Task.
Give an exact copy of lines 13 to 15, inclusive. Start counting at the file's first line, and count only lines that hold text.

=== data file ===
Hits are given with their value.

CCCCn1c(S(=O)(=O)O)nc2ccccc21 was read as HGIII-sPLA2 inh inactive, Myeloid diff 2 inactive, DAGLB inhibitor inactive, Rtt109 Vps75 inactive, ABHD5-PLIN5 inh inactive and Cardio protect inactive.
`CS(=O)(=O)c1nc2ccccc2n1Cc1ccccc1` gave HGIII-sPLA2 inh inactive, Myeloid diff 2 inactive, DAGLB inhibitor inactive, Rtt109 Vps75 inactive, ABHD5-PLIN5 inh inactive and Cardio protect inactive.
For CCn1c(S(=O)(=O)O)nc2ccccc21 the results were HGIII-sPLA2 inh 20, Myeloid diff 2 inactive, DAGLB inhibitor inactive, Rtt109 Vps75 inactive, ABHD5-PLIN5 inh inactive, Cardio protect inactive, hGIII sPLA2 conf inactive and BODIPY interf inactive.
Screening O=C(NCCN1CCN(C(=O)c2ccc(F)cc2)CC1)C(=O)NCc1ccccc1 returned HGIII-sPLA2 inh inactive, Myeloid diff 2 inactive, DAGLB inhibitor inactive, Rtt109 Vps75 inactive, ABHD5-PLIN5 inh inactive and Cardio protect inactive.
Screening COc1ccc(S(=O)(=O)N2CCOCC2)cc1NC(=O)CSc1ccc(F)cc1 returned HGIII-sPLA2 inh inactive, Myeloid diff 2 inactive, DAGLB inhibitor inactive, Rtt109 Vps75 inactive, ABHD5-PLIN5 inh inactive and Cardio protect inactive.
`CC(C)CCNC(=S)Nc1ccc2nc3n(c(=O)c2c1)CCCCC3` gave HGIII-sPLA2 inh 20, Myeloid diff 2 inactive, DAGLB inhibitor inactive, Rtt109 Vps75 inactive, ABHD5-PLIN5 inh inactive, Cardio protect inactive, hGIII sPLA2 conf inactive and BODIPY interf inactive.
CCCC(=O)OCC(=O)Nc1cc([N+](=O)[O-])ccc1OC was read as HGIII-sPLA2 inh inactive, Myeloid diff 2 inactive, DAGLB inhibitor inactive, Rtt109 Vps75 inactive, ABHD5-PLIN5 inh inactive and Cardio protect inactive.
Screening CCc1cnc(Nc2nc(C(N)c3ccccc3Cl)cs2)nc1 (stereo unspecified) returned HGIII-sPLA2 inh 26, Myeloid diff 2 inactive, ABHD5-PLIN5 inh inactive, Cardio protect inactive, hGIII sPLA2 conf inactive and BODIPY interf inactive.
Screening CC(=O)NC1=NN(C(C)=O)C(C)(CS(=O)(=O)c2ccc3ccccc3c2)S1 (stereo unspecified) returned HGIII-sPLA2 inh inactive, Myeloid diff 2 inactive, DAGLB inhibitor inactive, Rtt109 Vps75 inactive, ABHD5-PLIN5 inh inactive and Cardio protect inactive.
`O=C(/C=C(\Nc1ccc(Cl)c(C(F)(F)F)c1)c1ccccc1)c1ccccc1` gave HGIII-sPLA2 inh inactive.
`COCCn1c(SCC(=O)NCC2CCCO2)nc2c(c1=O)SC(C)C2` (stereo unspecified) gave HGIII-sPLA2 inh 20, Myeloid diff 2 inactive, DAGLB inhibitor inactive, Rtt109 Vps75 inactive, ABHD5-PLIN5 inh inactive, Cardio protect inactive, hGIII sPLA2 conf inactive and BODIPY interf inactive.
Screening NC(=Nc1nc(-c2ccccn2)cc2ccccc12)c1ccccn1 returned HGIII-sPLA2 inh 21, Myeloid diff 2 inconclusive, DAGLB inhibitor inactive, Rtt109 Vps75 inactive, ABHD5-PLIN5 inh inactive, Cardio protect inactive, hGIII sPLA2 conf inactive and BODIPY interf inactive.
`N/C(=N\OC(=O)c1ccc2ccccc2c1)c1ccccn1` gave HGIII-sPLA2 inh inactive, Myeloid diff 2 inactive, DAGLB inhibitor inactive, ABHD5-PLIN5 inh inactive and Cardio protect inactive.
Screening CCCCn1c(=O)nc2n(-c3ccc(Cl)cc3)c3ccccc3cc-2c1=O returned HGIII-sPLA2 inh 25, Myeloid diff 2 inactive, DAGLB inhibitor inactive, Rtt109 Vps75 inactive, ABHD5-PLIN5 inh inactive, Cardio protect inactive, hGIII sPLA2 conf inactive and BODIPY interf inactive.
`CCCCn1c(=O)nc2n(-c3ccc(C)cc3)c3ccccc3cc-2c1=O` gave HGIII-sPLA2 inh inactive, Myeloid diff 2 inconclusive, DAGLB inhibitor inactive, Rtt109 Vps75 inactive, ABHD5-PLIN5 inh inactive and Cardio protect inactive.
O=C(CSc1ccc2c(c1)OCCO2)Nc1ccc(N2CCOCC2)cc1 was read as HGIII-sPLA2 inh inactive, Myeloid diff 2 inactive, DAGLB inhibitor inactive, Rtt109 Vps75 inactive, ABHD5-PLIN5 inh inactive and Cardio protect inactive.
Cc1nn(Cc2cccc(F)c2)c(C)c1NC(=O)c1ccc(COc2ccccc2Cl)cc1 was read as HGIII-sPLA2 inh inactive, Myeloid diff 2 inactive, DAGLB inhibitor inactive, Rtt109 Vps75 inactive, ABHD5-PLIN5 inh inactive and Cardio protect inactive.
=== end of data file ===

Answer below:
Screening NC(=Nc1nc(-c2ccccn2)cc2ccccc12)c1ccccn1 returned HGIII-sPLA2 inh 21, Myeloid diff 2 inconclusive, DAGLB inhibitor inactive, Rtt109 Vps75 inactive, ABHD5-PLIN5 inh inactive, Cardio protect inactive, hGIII sPLA2 conf inactive and BODIPY interf inactive.
`N/C(=N\OC(=O)c1ccc2ccccc2c1)c1ccccn1` gave HGIII-sPLA2 inh inactive, Myeloid diff 2 inactive, DAGLB inhibitor inactive, ABHD5-PLIN5 inh inactive and Cardio protect inactive.
Screening CCCCn1c(=O)nc2n(-c3ccc(Cl)cc3)c3ccccc3cc-2c1=O returned HGIII-sPLA2 inh 25, Myeloid diff 2 inactive, DAGLB inhibitor inactive, Rtt109 Vps75 inactive, ABHD5-PLIN5 inh inactive, Cardio protect inactive, hGIII sPLA2 conf inactive and BODIPY interf inactive.